What is the Qualified Election Period for ESOP Diversification?

The qualified election period is a period of six years after the participant becomes qualified, as described above.

The ESOP must offer the initial opportunity within 90 days after the close of the plan year during which the participant becomes qualified. The amount the participant elects to diversify must be distributed within 180 days of the close of the plan year. 

While the 90-day requirement is easy for plans to satisfy, compliance with the 180-day distribution requirement can create administrative challenges for many ESOP companies. A closer look at the diversification process clarifies why.

How Does ESOP Diversification Work?

When an eligible, qualified plan participant elects to diversify, the ESOP trustee is required to complete the diversification within the 180-day period. In some cases, privately held companies may not yet have their annual valuation results by that deadline. IRS guidance provided in 2015 (IRS Revenue Procedure Letter 15-36) updated the understanding that the “initial 90 days” can start at the point the valuation is communicated to plan participants. This creates an opportunity to begin the 180-day period after the valuation update is shared with the participant. The ESOP document must be written or amended to begin counting at the value date instead of the plan year.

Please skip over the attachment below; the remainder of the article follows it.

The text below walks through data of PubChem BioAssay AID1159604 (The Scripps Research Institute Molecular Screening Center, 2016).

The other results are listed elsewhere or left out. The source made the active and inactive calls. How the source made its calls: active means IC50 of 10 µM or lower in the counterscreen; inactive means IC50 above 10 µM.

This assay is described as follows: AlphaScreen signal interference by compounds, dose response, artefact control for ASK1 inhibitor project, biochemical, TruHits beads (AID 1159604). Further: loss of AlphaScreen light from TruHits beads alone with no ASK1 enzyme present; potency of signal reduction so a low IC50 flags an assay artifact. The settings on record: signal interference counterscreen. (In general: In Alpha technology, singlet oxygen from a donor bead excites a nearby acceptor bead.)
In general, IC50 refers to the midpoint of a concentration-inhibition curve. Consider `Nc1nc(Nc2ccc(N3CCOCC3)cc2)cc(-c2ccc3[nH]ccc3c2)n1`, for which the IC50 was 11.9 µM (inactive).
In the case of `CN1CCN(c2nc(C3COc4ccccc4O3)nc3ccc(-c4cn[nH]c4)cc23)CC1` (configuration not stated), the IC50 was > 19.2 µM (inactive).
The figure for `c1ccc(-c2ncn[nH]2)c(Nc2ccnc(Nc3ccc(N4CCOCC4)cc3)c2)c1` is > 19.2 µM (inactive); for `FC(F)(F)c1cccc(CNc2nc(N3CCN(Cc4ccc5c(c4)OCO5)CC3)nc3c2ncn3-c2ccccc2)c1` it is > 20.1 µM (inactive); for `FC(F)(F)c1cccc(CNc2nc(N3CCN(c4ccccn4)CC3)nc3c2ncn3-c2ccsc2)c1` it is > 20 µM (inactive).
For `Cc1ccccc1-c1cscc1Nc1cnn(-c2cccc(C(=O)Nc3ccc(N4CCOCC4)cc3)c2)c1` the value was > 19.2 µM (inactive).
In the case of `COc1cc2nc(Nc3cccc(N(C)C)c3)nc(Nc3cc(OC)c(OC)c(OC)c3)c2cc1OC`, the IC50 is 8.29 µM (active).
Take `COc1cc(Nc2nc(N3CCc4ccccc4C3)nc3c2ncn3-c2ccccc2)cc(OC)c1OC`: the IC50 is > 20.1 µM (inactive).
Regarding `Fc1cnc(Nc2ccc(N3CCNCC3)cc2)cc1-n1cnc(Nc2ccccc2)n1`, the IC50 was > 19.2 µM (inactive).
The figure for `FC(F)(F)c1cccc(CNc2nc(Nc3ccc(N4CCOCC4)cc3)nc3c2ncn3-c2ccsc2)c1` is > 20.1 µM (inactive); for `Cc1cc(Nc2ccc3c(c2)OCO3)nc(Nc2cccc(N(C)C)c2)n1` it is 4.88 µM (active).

Many ESOP plan sponsors meet the initial 90-day requirement by providing a preliminary, non-binding election form to qualified plan participants, and a second, binding election form when current year balances and amounts to diversify are finalized.

The diversification calculation is cumulative, meaning all previously diversified shares are included in calculating the number each subsequent year. In other words, the stock balance consists of the number of eligible shares that have ever been allocated to the qualified participant’s account after subtracting any previously distributed, transferred, or diversified shares. (The resulting number may be rounded to the nearest whole integer.)

The ESOP can satisfy the diversification requirement in three ways:

  • A distribution to the eligible participant (this can be taxable or rolled over to another retirement account)
  • A direct transfer to another qualified plan (typically the company’s 401(k) plan)
  • Offer at least three investment options and invest the diversified amount as directed by the qualified participant (certain requirements apply)

The ESOP is not required to offer all three options; it only has to offer one — but any of these diversification methods has to be completed within the 180-day period.

It’s important to understand that if your ESOP has ever paid a distribution to a participant, it has established your ESOP distribution policy — whether or not you have articulated and documented that policy. A clear, documented policy is an ESOP best practice that helps your plan demonstrate compliance with nondiscrimination rules. Learn more about distribution policies by claiming your copy of our eBook. Just click below to download yours today.